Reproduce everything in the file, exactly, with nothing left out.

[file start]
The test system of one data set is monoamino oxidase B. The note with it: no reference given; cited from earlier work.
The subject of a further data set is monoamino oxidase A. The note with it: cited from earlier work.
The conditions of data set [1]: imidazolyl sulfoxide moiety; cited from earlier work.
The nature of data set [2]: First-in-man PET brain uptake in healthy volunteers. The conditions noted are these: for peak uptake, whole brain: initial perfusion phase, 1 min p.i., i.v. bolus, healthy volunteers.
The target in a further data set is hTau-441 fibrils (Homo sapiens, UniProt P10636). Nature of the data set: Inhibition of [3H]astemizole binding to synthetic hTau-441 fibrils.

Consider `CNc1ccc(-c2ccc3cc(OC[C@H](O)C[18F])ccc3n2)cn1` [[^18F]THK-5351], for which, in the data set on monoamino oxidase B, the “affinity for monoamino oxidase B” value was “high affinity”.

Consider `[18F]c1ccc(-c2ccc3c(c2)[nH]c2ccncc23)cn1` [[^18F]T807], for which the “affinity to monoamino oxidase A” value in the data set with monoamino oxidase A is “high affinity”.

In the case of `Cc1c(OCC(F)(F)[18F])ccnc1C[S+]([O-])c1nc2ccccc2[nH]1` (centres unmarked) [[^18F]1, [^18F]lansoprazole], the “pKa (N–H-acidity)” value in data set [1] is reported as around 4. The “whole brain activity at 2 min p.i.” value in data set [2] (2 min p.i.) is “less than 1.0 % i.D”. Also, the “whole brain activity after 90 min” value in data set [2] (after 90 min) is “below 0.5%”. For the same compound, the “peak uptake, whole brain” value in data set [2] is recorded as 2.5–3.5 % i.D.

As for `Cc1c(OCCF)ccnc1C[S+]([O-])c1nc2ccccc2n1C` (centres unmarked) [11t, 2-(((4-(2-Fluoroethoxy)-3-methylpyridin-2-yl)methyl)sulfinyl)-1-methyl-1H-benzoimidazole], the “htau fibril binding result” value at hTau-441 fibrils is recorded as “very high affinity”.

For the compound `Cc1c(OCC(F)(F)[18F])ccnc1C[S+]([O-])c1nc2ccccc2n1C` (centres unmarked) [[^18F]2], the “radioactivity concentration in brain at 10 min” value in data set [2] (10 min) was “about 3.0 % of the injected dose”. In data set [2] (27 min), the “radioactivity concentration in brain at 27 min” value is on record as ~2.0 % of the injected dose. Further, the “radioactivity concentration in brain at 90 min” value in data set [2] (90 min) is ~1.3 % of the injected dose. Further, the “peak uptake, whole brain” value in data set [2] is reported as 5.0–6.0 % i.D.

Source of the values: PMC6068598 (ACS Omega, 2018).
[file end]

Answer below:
The test system of one data set is monoamino oxidase B. The note with it: no reference given; cited from earlier work.
The subject of a further data set is monoamino oxidase A. The note with it: cited from earlier work.
The conditions of data set [1]: imidazolyl sulfoxide moiety; cited from earlier work.
The nature of data set [2]: First-in-man PET brain uptake in healthy volunteers. The conditions noted are these: for peak uptake, whole brain: initial perfusion phase, 1 min p.i., i.v. bolus, healthy volunteers.
The target in a further data set is hTau-441 fibrils (Homo sapiens, UniProt P10636). Nature of the data set: Inhibition of [3H]astemizole binding to synthetic hTau-441 fibrils.

Consider `CNc1ccc(-c2ccc3cc(OC[C@H](O)C[18F])ccc3n2)cn1` [[^18F]THK-5351], for which, in the data set on monoamino oxidase B, the “affinity for monoamino oxidase B” value was “high affinity”.

Consider `[18F]c1ccc(-c2ccc3c(c2)[nH]c2ccncc23)cn1` [[^18F]T807], for which the “affinity to monoamino oxidase A” value in the data set with monoamino oxidase A is “high affinity”.

In the case of `Cc1c(OCC(F)(F)[18F])ccnc1C[S+]([O-])c1nc2ccccc2[nH]1` (centres unmarked) [[^18F]1, [^18F]lansoprazole], the “pKa (N–H-acidity)” value in data set [1] is reported as around 4. The “whole brain activity at 2 min p.i.” value in data set [2] (2 min p.i.) is “less than 1.0 % i.D”. Also, the “whole brain activity after 90 min” value in data set [2] (after 90 min) is “below 0.5%”. For the same compound, the “peak uptake, whole brain” value in data set [2] is recorded as 2.5–3.5 % i.D.

As for `Cc1c(OCCF)ccnc1C[S+]([O-])c1nc2ccccc2n1C` (centres unmarked) [11t, 2-(((4-(2-Fluoroethoxy)-3-methylpyridin-2-yl)methyl)sulfinyl)-1-methyl-1H-benzoimidazole], the “htau fibril binding result” value at hTau-441 fibrils is recorded as “very high affinity”.

For the compound `Cc1c(OCC(F)(F)[18F])ccnc1C[S+]([O-])c1nc2ccccc2n1C` (centres unmarked) [[^18F]2], the “radioactivity concentration in brain at 10 min” value in data set [2] (10 min) was “about 3.0 % of the injected dose”. In data set [2] (27 min), the “radioactivity concentration in brain at 27 min” value is on record as ~2.0 % of the injected dose. Further, the “radioactivity concentration in brain at 90 min” value in data set [2] (90 min) is ~1.3 % of the injected dose. Further, the “peak uptake, whole brain” value in data set [2] is reported as 5.0–6.0 % i.D.

Source of the values: PMC6068598 (ACS Omega, 2018).